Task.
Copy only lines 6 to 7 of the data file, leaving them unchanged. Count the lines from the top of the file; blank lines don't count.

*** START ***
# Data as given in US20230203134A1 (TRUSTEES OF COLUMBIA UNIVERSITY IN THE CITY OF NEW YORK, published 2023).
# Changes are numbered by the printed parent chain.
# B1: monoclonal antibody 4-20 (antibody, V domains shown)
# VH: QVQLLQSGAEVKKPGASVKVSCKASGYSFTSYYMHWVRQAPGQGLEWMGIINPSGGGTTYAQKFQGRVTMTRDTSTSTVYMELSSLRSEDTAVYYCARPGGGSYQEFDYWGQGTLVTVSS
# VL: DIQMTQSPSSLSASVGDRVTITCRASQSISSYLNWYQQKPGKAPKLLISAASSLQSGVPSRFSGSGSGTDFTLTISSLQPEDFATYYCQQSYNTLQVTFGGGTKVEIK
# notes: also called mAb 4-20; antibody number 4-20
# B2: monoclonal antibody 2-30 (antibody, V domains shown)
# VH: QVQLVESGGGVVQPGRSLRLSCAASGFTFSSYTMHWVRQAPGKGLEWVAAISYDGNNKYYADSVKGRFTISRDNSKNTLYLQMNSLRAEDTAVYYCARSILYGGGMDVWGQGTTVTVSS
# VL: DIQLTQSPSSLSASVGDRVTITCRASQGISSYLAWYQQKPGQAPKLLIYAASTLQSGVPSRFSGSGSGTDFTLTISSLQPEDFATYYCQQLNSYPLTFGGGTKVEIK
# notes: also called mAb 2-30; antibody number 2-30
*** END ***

# notes: also called mAb 4-20; antibody number 4-20
# B2: monoclonal antibody 2-30 (antibody, V domains shown)